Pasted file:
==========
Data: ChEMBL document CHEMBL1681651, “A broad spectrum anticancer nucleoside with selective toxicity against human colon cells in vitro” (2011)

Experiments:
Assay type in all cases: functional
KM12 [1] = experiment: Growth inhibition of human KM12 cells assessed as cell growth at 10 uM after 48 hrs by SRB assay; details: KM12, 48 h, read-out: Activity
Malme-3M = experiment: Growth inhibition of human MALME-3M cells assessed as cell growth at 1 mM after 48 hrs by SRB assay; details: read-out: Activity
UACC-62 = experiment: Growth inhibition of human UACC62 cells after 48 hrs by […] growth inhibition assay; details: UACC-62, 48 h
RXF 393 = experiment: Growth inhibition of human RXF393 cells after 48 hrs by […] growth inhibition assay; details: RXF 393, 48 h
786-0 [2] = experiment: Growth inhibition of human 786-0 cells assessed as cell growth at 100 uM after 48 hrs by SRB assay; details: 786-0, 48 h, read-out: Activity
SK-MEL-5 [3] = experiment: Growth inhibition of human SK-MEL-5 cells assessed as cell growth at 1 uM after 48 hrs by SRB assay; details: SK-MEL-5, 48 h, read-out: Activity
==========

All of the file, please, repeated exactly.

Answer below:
Data: ChEMBL document CHEMBL1681651, “A broad spectrum anticancer nucleoside with selective toxicity against human colon cells in vitro” (2011)

Experiments:
Assay type in all cases: functional
KM12 [1] = experiment: Growth inhibition of human KM12 cells assessed as cell growth at 10 uM after 48 hrs by SRB assay; details: KM12, 48 h, read-out: Activity
Malme-3M = experiment: Growth inhibition of human MALME-3M cells assessed as cell growth at 1 mM after 48 hrs by SRB assay; details: read-out: Activity
UACC-62 = experiment: Growth inhibition of human UACC62 cells after 48 hrs by […] growth inhibition assay; details: UACC-62, 48 h
RXF 393 = experiment: Growth inhibition of human RXF393 cells after 48 hrs by […] growth inhibition assay; details: RXF 393, 48 h
786-0 [2] = experiment: Growth inhibition of human 786-0 cells assessed as cell growth at 100 uM after 48 hrs by SRB assay; details: 786-0, 48 h, read-out: Activity
SK-MEL-5 [3] = experiment: Growth inhibition of human SK-MEL-5 cells assessed as cell growth at 1 uM after 48 hrs by SRB assay; details: SK-MEL-5, 48 h, read-out: Activity